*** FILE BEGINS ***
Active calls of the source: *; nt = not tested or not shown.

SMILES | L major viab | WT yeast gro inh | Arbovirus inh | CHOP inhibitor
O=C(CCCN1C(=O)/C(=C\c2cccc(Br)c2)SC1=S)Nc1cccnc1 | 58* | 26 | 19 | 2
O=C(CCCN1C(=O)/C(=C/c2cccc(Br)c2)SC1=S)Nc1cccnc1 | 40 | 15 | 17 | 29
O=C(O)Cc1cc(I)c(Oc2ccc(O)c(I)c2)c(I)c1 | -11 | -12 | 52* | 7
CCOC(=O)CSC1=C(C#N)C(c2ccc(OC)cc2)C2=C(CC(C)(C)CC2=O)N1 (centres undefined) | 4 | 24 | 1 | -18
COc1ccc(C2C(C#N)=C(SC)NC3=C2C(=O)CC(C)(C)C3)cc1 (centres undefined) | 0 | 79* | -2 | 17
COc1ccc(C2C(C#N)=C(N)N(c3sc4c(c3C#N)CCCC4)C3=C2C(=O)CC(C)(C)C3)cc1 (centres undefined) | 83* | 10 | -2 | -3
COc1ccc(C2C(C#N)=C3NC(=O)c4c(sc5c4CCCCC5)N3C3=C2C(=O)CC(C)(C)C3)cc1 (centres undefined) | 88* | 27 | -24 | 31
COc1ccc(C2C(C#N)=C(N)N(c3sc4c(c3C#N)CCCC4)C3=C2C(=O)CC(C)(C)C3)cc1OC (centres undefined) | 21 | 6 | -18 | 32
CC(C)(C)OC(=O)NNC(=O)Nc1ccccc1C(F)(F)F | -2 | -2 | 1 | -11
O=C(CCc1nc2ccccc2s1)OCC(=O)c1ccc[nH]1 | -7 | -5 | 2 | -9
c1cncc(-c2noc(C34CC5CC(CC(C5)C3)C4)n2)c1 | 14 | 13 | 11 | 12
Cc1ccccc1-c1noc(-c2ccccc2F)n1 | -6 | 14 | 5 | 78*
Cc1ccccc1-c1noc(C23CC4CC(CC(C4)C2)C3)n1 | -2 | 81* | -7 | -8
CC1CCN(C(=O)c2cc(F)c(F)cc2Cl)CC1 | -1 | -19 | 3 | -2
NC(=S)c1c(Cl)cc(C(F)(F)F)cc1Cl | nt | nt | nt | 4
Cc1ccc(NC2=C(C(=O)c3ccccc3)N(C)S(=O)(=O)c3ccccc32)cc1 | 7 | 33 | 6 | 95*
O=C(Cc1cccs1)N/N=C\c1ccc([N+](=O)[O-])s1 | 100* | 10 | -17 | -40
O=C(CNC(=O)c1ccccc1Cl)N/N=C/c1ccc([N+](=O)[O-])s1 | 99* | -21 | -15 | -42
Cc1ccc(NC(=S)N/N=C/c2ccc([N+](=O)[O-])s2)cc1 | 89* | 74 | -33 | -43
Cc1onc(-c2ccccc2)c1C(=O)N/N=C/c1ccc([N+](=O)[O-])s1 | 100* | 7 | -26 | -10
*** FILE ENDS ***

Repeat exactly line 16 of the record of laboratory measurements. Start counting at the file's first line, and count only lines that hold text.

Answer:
CC1CCN(C(=O)c2cc(F)c(F)cc2Cl)CC1 | -1 | -19 | 3 | -2